• Presence of scaly spots which may appear skin colored, white (keratosis pilaris alba) or inflamed, and red (keratosis pilaris rubra). The skin in keratosis pilaris alba is not itchy or sore whereas in keratosis pilaris rubra the skin appears inflamed and sore.
  • Worsening of condition when seasonal changes cause low humidity and skin tends to be drier as in winter or a dry climate.

How do you Diagnose Keratosis Pilaris?

Keratosis pilaris can be diagnosed clinically by examining your skin. However, a biopsy may be done to rule out other skin conditions resembling keratosis pilaris.

A microscopic appearance showing presence of plugged hair follicles, epidermal hyperkeratosis, hypergranulosis, and superficial perivascular lymphocytic inflammation is characteristic of keratosis pilaris.


How do you Treat Keratosis Pilaris?

There is no way to prevent keratosis pilaris but certain measures may improve the appearance of the affected skin.

Ways to Prevent Keratosis Pilaris
  • Be gentle to the skin. Do not scratch the goose bumps or rub the skin roughly. Avoid harsh, drying soaps. Gently remove dead skin with a washcloth or loofah. Use lukewarm water instead of hot for bathing and limit your bath time to ten minutes or less to prevent drying of the skin. After washing or bathing, gently pat the skin with a towel and apply a moisturizer when the skin is still damp.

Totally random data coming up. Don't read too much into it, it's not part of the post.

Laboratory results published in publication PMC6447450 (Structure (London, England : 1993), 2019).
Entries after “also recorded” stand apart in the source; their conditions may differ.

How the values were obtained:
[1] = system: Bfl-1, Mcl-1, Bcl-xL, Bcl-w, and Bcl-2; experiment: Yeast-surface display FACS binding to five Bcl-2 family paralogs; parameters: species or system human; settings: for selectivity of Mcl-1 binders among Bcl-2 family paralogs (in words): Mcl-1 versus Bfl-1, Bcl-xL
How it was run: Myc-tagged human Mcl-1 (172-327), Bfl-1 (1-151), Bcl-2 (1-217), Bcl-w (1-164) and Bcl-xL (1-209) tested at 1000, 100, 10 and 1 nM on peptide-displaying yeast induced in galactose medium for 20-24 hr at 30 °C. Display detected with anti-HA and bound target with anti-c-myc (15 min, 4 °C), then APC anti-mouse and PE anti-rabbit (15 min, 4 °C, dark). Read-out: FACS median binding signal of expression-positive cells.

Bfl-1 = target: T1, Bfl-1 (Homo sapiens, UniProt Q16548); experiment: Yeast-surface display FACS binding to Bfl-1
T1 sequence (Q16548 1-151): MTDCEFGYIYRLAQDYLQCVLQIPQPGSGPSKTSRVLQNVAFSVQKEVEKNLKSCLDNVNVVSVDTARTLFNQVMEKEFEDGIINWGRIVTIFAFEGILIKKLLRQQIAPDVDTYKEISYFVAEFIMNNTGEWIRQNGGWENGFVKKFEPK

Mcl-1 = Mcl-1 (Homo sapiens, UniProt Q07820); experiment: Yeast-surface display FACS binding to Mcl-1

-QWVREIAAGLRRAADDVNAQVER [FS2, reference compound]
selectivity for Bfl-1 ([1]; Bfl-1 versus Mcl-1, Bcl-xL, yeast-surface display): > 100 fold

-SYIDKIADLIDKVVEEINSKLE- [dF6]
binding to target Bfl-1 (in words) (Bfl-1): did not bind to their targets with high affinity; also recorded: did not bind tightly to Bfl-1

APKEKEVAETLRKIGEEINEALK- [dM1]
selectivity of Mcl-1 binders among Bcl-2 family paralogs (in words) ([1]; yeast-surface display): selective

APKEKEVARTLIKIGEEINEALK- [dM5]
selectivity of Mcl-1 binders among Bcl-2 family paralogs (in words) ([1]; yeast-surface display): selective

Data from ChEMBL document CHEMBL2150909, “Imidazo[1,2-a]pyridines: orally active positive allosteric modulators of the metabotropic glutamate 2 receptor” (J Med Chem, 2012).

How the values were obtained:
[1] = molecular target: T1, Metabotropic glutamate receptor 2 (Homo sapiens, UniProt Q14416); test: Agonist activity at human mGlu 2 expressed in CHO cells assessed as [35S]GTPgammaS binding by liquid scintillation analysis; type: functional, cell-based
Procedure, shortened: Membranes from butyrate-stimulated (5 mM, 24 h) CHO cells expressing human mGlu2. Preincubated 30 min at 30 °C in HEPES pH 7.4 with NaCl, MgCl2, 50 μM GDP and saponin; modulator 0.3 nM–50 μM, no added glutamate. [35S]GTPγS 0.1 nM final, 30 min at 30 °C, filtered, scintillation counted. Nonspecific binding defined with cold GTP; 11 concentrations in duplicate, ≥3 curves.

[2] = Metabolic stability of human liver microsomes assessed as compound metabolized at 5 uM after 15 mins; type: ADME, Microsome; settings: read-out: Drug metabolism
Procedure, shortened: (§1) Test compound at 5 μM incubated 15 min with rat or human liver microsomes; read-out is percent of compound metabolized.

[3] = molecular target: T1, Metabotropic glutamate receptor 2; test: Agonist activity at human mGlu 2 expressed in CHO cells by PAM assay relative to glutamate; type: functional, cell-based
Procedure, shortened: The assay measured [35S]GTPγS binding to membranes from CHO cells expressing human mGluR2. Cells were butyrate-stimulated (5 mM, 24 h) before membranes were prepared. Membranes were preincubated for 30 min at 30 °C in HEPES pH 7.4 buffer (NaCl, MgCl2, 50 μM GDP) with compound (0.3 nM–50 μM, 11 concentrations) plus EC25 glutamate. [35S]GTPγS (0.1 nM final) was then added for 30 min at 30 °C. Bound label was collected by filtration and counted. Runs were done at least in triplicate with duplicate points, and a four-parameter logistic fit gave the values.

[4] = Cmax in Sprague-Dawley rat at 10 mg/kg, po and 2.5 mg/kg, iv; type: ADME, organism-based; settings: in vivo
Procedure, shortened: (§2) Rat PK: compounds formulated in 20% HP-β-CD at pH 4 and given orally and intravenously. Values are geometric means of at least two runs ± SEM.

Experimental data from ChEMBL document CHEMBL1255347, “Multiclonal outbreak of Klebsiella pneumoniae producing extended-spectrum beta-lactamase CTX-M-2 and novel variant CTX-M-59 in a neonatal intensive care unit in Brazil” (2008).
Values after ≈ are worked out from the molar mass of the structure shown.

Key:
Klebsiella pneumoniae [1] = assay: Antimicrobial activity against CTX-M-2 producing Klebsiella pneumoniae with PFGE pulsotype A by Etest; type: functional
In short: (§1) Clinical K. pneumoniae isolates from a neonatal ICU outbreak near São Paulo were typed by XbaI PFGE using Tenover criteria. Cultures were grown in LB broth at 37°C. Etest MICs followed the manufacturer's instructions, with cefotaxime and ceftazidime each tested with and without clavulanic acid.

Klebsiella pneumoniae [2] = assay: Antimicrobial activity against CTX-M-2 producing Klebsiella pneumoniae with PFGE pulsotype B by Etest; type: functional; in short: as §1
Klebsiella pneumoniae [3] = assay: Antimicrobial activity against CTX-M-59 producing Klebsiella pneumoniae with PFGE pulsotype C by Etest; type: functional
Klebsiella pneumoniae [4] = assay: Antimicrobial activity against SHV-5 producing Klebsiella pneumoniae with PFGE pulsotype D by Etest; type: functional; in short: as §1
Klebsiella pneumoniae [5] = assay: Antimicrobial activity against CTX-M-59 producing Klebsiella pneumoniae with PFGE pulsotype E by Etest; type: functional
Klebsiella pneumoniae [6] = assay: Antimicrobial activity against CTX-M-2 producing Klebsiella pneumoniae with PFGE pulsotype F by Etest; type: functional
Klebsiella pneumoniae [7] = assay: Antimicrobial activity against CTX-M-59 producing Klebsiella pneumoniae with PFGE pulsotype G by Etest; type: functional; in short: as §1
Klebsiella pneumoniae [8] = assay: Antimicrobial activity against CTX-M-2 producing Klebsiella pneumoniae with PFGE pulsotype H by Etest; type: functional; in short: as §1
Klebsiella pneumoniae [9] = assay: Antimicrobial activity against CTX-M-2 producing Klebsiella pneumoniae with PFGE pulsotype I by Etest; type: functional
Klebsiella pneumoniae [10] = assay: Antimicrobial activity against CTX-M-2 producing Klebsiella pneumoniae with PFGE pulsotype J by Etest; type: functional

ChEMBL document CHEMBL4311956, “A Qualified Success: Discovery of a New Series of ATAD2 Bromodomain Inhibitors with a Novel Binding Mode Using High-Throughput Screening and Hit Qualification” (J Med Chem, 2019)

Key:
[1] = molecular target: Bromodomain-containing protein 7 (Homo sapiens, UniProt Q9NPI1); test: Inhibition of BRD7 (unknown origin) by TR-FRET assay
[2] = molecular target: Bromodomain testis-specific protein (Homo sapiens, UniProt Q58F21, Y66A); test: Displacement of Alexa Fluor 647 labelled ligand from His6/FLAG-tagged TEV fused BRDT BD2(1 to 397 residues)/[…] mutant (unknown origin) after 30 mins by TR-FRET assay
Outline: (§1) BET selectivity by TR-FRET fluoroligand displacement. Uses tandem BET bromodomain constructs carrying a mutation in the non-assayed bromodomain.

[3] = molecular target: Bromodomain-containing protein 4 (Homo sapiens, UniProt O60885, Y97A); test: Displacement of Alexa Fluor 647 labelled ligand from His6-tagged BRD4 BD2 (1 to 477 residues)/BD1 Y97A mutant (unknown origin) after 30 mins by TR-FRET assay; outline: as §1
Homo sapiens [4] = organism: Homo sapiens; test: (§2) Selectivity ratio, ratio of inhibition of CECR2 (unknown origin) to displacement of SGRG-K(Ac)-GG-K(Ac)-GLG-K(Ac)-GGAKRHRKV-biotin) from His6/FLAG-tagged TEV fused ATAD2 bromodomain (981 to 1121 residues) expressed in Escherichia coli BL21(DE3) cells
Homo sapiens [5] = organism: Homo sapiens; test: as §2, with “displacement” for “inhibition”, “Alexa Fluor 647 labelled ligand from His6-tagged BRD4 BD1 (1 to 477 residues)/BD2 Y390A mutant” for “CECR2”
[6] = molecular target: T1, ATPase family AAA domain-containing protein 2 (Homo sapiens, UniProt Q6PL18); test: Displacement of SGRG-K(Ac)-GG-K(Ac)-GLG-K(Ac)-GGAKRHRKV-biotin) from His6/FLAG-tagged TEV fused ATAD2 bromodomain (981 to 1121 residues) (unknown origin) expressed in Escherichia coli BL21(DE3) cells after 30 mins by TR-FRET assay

• Moisturize the skin regularly. Apply a moisturizer that contains lanolin, petroleum jelly, or glycerin to soothe dry skin and help trap moisture. Creamy moisturizers can be reapplied to the affected skin several times a day to relieve the itch and dryness.
  • Use topical exfoliants to remove dead skin cells from the surface of your skin. These include creams that contain alpha-hydroxy acid, salicylic acid, lactic acid, and urea.
  • Use creams containing vitamin A to prevent plugged hair follicles and increase new skin cell turnover.
  • Use a humidifier—low humidity dries out the skin. A home humidifier will add moisture to the air inside your home and prevent drying out of the skin.
  • Avoid wearing tight clothes—protect affected skin from the friction caused by wearing tight clothes.
  • Follow a healthy diet plan—include foods rich in Vitamin A (spinach, carrots, sweet potatoes, liver), Vitamin C (broccoli, tomato, papaya and sweet peppers, citrus fruits), Vitamin E (seeds, nuts), Vitamin D ( sun exposure, fish oils), and Vitamin B7 (sunflower seeds, cauliflower, mushrooms, and avocados) in your daily diet.
  • Regular intake of Omega 3 fats (fish oils) is essential to manage oil production and maintain moisture of the skin.
  • Avoid foods which make the condition worse—such as sugar, high-fructose corn syrup, trans fats, refined carbohydrates, artificial flavoring, and coloring.
  • If the condition persists, your doctor may recommend microdermabrasion, light therapy, or laser treatment, as these have been found to offer some benefit in keratosis pilaris.

Latest Publications and Research on Keratosis Pilaris (Chicken Skin) - Skin Disorder

Recommended Reading